Still claiming its spot as the flagship of the Aquaracer collection, the 300-meter water-resistant three-handed Aquaracer underwent yet another evolution as recently as 2021, adding “Professional” to its name and making some subtle but noteworthy aesthetic and technical upgrades. The case of the main gents’ model retains its 43mm dimensions (in steel or titanium) and the faceted, 12-sided bezel, now offered exclusively with scratch-proof ceramic inserts. The bezel itself was outfitted with a new internal tooth profile that enables smoother and quieter rotation. Wider sword-shaped hands were added to the dial, and the cyclops magnifying lens over the 6 o’clock date window was incorporated into the underside, rather than the top surface, of the sapphire crystal as part of the case’s overall slimmer profile, which also extends to the bracelet. The relief-engraved divers-helmet motif on the solid caseback, a visual element dating back to the first Aquaracer of 2004, was redesigned for a more angular look and added an engraved hexagonal background. Behind that caseback ticks the automatic TAG Heuer Caliber 5, which now uses either an ETA 2824-2 or a Sellita SW200-1 as its base. Also joining the lineup are a handful of 36mm models, with a wave-like dial pattern and, on some models, diamond hour markers.
Price: $3,500 - $3,800, Case Size: 43mm, Crystal: Sapphire, Water Resistance: 300 meters, Movement: Automatic Caliber 7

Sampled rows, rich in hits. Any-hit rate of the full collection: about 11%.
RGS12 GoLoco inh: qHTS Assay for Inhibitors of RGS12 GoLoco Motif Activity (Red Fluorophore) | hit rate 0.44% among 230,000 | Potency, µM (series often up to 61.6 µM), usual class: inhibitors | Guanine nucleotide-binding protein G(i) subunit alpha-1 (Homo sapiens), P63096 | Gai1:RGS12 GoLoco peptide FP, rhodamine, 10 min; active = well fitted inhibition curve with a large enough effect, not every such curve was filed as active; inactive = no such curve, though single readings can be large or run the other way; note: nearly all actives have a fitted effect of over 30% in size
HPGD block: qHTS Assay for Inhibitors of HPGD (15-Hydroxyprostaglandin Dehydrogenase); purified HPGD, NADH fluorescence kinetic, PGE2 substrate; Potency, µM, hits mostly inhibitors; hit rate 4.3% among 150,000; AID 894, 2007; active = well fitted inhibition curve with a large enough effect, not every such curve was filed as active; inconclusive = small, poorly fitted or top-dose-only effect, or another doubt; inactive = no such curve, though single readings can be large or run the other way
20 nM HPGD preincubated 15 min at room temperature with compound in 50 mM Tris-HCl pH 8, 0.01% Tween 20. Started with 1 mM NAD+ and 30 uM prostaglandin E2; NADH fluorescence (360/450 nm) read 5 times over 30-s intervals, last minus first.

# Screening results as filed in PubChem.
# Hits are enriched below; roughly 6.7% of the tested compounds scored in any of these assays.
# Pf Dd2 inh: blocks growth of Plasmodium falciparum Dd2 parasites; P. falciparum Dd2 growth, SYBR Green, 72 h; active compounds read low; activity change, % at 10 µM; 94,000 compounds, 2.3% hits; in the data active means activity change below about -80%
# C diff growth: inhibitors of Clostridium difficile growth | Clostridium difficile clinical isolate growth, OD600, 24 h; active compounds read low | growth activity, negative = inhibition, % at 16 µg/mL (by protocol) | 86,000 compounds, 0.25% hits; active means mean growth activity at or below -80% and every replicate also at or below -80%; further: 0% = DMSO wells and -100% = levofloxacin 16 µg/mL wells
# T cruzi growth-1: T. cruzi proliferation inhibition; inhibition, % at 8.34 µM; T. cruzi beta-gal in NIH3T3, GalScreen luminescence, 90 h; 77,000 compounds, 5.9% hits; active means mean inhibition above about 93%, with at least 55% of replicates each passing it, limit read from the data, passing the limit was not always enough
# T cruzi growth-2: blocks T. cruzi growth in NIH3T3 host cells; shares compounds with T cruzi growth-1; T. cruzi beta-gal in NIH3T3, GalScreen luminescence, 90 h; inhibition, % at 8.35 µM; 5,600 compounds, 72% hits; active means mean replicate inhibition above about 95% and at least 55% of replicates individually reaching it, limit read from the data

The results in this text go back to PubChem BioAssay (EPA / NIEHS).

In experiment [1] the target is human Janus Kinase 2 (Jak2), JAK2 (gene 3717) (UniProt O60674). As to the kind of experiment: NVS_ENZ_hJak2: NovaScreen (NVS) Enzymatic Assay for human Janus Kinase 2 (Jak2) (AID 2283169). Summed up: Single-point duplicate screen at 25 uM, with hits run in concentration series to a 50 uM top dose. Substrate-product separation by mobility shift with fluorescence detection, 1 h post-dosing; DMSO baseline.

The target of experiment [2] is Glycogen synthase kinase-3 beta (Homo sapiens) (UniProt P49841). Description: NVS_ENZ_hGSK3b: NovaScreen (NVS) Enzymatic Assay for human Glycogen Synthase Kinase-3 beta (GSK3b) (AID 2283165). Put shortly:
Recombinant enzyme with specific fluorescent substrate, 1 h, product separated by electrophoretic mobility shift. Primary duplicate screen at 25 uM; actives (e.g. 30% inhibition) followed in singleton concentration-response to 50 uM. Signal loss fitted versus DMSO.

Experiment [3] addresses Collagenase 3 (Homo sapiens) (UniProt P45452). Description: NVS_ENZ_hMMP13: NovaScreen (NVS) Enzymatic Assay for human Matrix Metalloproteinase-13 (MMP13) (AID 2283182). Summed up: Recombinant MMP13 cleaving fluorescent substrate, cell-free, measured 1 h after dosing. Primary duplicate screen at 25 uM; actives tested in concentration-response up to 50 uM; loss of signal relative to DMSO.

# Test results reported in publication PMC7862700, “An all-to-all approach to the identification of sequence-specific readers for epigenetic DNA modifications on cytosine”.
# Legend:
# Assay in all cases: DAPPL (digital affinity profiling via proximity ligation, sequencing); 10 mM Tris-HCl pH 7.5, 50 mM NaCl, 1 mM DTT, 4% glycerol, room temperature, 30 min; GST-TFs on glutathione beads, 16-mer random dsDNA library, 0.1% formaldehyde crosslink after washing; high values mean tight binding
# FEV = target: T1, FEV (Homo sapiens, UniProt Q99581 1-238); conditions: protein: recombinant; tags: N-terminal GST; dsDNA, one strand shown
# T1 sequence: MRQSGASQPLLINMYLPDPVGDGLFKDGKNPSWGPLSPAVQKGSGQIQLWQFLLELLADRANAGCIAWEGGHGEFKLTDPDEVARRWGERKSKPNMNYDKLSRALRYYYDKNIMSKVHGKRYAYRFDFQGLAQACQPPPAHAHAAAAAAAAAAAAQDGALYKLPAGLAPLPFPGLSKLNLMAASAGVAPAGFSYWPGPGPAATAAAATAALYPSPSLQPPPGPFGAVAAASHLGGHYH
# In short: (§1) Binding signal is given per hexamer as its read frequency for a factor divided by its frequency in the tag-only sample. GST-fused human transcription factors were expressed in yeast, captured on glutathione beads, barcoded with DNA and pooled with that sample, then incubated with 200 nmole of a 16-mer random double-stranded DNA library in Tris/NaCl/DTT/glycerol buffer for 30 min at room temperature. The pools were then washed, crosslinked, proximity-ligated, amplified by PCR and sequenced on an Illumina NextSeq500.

TAG Heuer introduced the first Aquaracer GMT models in 2017, equipping them with the automatic Caliber 7, based on either the ETA 2824 or Sellita SW300, depending on the year of manufacture. The “Professional” version, with the same movement plus the updated Professional 300 design details, hit the market in 2022. Like its predecessor, and its non-GMT sibling, it features a 43mm case in stainless steel, with shoulder-like crown guards flanking a screwed fluted crown and a sapphire crystal with a cyclops lens over the 6 o’clock date display. The textured dial is in deep blue, with bright, contrasting yellow on both the seconds hand and the GMT hand. The latter indicator points to the hour in a second time zone on the bicolor 24-hour bezel, whose ceramic insert uses black for nighttime hours and white for daytime. Like other GMT watches that take aesthetic cues from the classic design of Rolex’s GMT-Master, including the non-”Professional” Aquaracer GMT predecessors, it’s likely that TAG Heuer will introduce different bicolor bezel combinations in future editions of the watch.
Price: $1,950 - $4,700, Case Size: 30mm/40mm, Crystal: Sapphire, Water Resistance: 200 meters, Movement: Quartz/Automatic Caliber 5
Expanding the Aquaracer series into a more “casual,” outdoors-oriented realm, the Professional 200 collection debuted in 2022, bringing more modest case sizes and a less-robust but still “Professional” water resistance rating of 200 meters. The cases measure either 40mm or 30mm in diameter and contain either the automatic Caliber 5 or a Swiss quartz movement (the former differentiated from the latter by its use of a date window). Another factor setting the 200 apart from the 300 series are the former’s rotating divers’ bezel, in all-steel with no ceramic inserts; the absence of a cyclops lens over the date, the ring of trapezoidal hour markers (rather than the 300 model’s combo of trapezoids and octagons), and the relief compass on the solid caseback instead of the revamped diver’s helmet. The 40mm models feature the familiar horizontal pattern recalling a ship’s deck on the dials, while the 30mm models, arguably more feminine in their appeal, expand the palette into colorful smoked motifs and mother-of-pearl with diamond indexes.